Throughout our lives, we are involved with many different kinds of relationships. We have friendships, romances, work and school-related connections, families, just to name a few. Each of these situations has the potential to enrich us, adding to our feelings of self-worth, enjoyment, and growth. These relationships are healthy.

On the other hand, in other situations, we may find ourselves feeling uncomfortable. It can be difficult to come to the realization that a friend, colleague, or family member is not treating us with the respect we deserve. This can be even more complicated when it comes to a romantic relationship.

In a healthy relationship you do not feel unsafe or manipulated into doing things you do not want to do (including having sex). In a healthy relationship you know that the other person treats you with respect and listens to what you have to say. There is trust and support.

An unhealthy relationship looks much different. It can be obvious- the other person can be physically abusive or bad tempered. It can also be much more subtle. If your boyfriend constantly criticizes or ridicules you, it’s time to break up. If you feel like your boyfriend is controlling your money, isolating you from friends, or ignoring you when it comes to your body. It may be difficult, but it is time to move on.

We all want to be happy in our relationships. When it comes to romantic or sexual relationships, many of us can also face added outside pressure from family and friends. Often a friend or family member will tell you that “it’s not that bad” or to take mistreatment in order to “keep” your man. They could make you feel that you will be alone or that this treatment is typical in relationships. This is just not true.

Relationships can be healthy and enriching. They can also be miserable experiences.

Understanding more about relationships can help you make decisions that are good for you. Sometimes you need an objective person to listen to you, and if needed, give you advice. We at Free Women’s Clinic can connect you to counselors who will listen and speak with you.

A woman becomes pregnant when an egg is released from her ovary and fertilized by a man’s sperm. The fertilized egg attaches to the woman’s uterus and about nine months later, a baby is delivered. Birth control is used to prevent or stop pregnancy and plan the timing of pregnancies.

Most methods use hormonal contraception. Hormonal contraception contains man-made estrogen and progestin hormones. These hormones inhibit the body’s natural hormones in order to prevent pregnancy or to end a pregnancy in the first days after conception.

Side Effects

Please note that every method of hormone based birth control does have different side effects. It can range from a slight headache and weight gain to blood clots and death.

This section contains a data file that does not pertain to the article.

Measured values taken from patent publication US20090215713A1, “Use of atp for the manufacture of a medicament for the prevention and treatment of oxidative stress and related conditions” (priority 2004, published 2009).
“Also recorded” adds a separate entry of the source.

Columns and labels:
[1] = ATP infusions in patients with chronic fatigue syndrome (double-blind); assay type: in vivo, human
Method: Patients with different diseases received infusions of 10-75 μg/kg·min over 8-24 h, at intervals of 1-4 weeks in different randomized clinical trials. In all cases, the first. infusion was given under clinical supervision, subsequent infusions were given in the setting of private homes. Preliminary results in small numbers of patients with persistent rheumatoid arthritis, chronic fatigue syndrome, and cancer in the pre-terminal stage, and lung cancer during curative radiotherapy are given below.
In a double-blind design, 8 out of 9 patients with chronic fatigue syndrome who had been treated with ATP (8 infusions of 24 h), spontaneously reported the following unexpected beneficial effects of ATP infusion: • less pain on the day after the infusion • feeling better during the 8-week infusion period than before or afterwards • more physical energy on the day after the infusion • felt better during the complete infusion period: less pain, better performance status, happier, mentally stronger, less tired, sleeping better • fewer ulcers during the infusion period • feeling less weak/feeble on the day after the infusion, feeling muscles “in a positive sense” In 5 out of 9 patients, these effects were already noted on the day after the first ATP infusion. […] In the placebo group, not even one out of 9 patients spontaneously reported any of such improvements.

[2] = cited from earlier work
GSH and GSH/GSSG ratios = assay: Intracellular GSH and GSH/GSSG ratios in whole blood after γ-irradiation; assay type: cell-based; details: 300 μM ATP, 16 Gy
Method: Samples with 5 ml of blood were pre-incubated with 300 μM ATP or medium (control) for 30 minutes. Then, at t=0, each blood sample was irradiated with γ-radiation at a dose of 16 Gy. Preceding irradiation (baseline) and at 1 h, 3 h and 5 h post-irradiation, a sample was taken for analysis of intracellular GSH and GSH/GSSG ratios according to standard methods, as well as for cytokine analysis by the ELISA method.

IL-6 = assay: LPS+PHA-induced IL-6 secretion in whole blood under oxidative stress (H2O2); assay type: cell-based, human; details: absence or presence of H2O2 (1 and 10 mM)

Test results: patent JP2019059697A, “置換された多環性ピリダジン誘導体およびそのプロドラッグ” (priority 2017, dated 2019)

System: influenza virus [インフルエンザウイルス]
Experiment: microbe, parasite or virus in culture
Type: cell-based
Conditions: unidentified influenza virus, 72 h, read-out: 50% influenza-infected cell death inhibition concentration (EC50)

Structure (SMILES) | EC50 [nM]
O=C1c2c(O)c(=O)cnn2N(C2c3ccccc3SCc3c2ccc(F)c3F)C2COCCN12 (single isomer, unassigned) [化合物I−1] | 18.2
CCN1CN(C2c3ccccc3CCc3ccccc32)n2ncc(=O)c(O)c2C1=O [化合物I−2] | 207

The list of side effects might be listed on the side of the box but are more likely to be listed in a small booklet inside the box. It is vital that you read through this so you are making an informed decision.

Also know that some of these methods do not help prevent STDs. There is also a success rate with each of these options. The only option that is 100% effective in preventing pregnancy is abstinence from sex.

You may not be aware that there are also hormone-free, natural alternatives to family planning. This requires participation by both the man and woman in a relationship, and works best between married couples.

The staff at Options for Pregnancy can find a clinic or center in your area that provides information on birth control, including natural methods mentioned above, and can offer you resources and encouragement if you have chosen abstinence as your method of preventing pregnancy.

Sex is everywhere. You talk about it, read about it and hear about it in conversations.

There is a lot of information out there about sex and relationships, and often it can be confusing. Your sexuality affects who you are and how you relate to the world. It is much more than the physical act of having sex.

  • It also includes:
  • Your biological sex
  • How you relate to the opposite sex
  • Your body image
  • Your values and ideas about love and relationships
  • And more

Sex can be part of a healthy relationship, but having sex does not mean you have a relationship. It’s normal to have questions about sex and sexuality. And the good news is the more you know about it, the better you’ll be able to take care of yourself physically and emotionally.

If you have more questions or concerns about your sexual health, we can help. We at Options for Pregnancy can connect you with the information and resources that you need.

Each year in the U.S., over 30 million men and women contract an STD, or Sexually Transmitted Disease (also called Sexually Transmitted Infections or STIs). STD testing is important.

Most of the time, these sexually transmitted diseases in women and men are left undetected as patients do not submit to testing for STDs.

If you have been experiencing any of the sexually transmitted disease symptoms below, Contact us to find the nearest free help

STD’s & Pregnancy

When considering your pregnancy options, it is important to know if you have an STD.

Because abortion is invasive, the STD can spread into your reproductive organs and cause permanent damage. In order to protect your reproductive health for the future, Network Medical tests for and treats the two most common STDs: Chlamydia and Gonorrhea.

Women who have an untreated STD are up to 25% more likely to develop Pelvic Inflammatory Disease (PID) following an abortion procedure. So, it is important to be tested for STDs prior to making any decisions about the outcome of your pregnancy.

Citation: U.S. Centers for Disease Control and Prevention


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